“Not much, except it adds up over astronomical distances.  The Andromeda galaxy, for instance, is 15×1018 miles away from us, so by your numbers it’d be moving away from us at 120,000 miles per hour.”

“Wait, Cathleen, I thought Andromeda is going to collide with the Milky Way four billion years from now.”

Opposing motion in a starfield“It is, Sy, and that’s one of the reasons why Hubble’s original number was so far off.  He only looked at about 50 close-by galaxies, some of which are moving toward us and some away.  You only get a view of the general movement when you look at large numbers of galaxies at long distances.  It’s like looking through a window at a snowfall.  If you concentrate on individual flakes you often see one flying upward, even though the fall as a whole is downward.  Andromeda’s 250,000 mph march towards us is against the general expansion.”

“Like if I’m flying a plane and the airspeed indicator says I’m doing 200 but my ground-speed is about 140 then I must be fighting a 60-knot headwind.”

“Exactly, Vinnie.  For Andromeda the ‘headwind’ is the Hubble Flow, that general outward trend.  If Sy’s calculation were valid, which it’s not, then that galaxy 13 billion lightyears from here would indeed be moving further away at  93% of lightspeed.  Someone living in that galaxy could shine a 520-nanometer green laser at us.  At this end we see the beam stretched by 193% to 1000nm.  That’s outside the visible range, well into the near-infrared.  All four visible lines in the hydrogen spectrum would be out there, too.”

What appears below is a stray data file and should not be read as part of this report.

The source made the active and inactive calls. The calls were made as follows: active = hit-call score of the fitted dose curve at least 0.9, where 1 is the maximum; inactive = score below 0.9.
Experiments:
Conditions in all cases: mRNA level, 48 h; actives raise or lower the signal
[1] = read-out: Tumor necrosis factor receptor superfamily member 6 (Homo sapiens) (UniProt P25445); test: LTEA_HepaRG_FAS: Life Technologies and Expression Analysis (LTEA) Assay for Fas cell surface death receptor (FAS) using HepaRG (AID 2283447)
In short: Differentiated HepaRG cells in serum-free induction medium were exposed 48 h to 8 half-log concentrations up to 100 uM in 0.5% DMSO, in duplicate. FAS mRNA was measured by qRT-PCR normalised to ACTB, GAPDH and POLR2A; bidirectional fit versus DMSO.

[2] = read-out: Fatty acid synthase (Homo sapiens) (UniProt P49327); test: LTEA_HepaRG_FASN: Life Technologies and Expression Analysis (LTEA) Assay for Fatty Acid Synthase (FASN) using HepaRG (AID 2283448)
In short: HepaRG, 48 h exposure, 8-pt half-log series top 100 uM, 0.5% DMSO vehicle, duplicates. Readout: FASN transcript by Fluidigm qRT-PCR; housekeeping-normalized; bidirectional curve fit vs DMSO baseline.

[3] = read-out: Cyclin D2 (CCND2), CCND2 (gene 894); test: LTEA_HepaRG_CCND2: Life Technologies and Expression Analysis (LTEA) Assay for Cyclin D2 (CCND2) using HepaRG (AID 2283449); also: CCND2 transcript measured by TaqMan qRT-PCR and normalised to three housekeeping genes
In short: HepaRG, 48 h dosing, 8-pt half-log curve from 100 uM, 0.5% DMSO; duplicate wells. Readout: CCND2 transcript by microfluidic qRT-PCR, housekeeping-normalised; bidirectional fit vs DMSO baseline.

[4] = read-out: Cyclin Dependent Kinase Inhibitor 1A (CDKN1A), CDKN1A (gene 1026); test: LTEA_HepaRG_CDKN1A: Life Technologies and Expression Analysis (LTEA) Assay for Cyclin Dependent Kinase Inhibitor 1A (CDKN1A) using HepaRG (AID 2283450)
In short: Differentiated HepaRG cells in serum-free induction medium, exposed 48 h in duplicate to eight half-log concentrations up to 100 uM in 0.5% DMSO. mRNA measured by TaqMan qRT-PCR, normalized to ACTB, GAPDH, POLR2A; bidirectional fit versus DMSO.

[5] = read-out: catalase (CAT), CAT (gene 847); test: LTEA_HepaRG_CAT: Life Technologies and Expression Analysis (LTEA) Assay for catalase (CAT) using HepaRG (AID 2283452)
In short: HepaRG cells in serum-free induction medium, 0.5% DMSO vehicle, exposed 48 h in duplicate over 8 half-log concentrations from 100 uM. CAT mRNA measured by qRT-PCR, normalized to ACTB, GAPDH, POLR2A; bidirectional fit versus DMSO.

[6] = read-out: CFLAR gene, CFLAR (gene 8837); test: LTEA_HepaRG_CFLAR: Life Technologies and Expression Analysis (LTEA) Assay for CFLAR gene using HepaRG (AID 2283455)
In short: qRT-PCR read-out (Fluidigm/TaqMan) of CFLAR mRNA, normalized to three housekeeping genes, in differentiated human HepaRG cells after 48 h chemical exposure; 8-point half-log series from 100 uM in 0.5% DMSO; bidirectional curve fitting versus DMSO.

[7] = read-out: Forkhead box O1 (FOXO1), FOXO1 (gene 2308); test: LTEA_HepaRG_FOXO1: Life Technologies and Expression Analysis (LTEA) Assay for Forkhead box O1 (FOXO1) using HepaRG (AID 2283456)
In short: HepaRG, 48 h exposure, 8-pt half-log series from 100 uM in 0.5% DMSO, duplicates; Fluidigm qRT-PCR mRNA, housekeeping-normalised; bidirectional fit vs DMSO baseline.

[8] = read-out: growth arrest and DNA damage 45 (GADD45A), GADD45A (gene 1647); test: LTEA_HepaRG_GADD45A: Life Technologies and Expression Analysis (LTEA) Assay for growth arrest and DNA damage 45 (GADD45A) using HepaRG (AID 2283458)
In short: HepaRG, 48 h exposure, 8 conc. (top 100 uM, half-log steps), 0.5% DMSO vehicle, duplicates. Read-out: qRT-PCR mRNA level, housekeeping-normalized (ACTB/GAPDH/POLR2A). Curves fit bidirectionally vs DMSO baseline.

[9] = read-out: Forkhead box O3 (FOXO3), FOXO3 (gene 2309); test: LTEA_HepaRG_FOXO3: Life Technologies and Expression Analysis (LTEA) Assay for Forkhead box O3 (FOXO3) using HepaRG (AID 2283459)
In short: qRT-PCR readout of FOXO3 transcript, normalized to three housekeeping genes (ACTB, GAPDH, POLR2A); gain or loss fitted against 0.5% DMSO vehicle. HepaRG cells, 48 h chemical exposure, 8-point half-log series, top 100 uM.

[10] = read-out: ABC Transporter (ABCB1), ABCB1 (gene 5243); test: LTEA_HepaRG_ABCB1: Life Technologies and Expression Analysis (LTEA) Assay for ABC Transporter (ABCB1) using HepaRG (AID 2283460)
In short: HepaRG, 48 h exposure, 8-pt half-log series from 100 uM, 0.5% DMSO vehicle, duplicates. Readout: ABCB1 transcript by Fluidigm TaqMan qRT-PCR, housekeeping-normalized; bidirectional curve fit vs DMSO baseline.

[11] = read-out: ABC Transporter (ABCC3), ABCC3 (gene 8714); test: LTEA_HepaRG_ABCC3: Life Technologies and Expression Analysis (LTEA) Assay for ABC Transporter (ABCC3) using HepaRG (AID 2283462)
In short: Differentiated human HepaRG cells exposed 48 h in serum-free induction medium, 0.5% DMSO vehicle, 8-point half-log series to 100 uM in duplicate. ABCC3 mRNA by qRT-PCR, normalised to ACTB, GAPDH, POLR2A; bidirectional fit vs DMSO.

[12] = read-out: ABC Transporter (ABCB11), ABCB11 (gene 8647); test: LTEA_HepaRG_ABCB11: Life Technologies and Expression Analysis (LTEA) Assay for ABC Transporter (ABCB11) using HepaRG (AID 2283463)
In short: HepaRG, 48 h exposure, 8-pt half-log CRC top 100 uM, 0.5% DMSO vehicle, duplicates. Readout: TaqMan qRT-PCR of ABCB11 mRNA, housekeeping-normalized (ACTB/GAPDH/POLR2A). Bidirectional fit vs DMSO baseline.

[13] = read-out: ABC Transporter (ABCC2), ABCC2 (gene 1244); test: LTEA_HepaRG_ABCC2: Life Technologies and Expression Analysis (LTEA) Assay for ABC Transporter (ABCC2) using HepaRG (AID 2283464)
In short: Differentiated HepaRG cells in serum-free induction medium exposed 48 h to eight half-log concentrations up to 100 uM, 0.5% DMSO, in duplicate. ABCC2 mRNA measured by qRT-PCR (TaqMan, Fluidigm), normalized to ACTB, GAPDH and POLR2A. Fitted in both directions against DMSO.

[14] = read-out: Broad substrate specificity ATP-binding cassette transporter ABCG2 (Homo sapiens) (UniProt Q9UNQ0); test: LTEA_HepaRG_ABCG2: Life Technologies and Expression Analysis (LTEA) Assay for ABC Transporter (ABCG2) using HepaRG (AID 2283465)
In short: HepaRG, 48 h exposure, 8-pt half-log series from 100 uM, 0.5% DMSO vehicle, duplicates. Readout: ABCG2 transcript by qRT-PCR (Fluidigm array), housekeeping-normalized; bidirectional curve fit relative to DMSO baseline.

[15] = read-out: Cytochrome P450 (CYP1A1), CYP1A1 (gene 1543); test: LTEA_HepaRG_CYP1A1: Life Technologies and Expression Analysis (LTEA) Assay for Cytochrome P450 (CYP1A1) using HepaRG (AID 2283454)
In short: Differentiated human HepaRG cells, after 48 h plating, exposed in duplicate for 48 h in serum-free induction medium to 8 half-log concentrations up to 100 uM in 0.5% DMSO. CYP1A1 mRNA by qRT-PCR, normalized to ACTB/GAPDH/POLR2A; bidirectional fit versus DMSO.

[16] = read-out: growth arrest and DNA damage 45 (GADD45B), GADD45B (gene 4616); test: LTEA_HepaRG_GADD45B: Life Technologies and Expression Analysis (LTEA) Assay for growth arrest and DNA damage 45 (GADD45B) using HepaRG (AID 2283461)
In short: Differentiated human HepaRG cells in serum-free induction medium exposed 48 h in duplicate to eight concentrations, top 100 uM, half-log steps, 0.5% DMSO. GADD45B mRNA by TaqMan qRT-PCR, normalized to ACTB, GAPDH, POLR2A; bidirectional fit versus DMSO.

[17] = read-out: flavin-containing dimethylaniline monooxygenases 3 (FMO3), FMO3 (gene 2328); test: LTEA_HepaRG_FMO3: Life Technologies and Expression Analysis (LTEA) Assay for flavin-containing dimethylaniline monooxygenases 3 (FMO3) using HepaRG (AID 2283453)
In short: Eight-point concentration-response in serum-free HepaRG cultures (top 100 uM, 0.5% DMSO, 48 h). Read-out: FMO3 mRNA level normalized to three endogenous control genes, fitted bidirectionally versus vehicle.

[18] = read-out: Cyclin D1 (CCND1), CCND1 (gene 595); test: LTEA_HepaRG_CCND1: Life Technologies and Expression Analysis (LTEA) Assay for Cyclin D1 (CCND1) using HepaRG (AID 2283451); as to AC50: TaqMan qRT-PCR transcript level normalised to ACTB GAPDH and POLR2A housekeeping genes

“So that’s why ‘old hydrogens’ look different — if they’re far enough away in the Hubble Flow they’re flying away from us so fast all their colors get stretched by the red-shift.”

“Right, Vinnie.”

“Wait, Cathleen, what’s wrong with my calculation?”

“Two things, Sy.  Because the velocities are close to lightspeed, you need to apply a relativistic correction factor.  That velocity ratio Old Reliable reported — call it b.  The proper stretch factor is z=√ [(1+b)/(1–b)].  Relativity takes your 93% stretch down to (taps on laptop keyboard) … about 86%.  The bluest wavelength on hydrogen’s second-down series would be just barely visible in the red at 680nm.”

“What’s the other thing?”Ruler in perspective

“The Hubble Constant can’t be constant.  Suppose you run the movie backwards.  The Universe shrinks steadily at 70 km/sec/Mparsec.  You hit zero hundreds of millions of years before the Big Bang.”

“The expansion must have started slow and then accelerated.”

“Vaster and faster, eh?”

“Funny, Sy.”

~~ Rich Olcott

Circular Logic

We often read “singularity” and “black hole” in the same pop-science article.  But singularities are a lot more common and closer to us than you might think. That shiny ball hanging on the Christmas tree over there, for instance.  I wondered what it might look like from the inside.  I got a surprise when I built a mathematical model of it.

To get something I could model, I chose a simple case.  (Physicists love to do that.  Einstein said, “You should make things as simple as possible, but no simpler.”)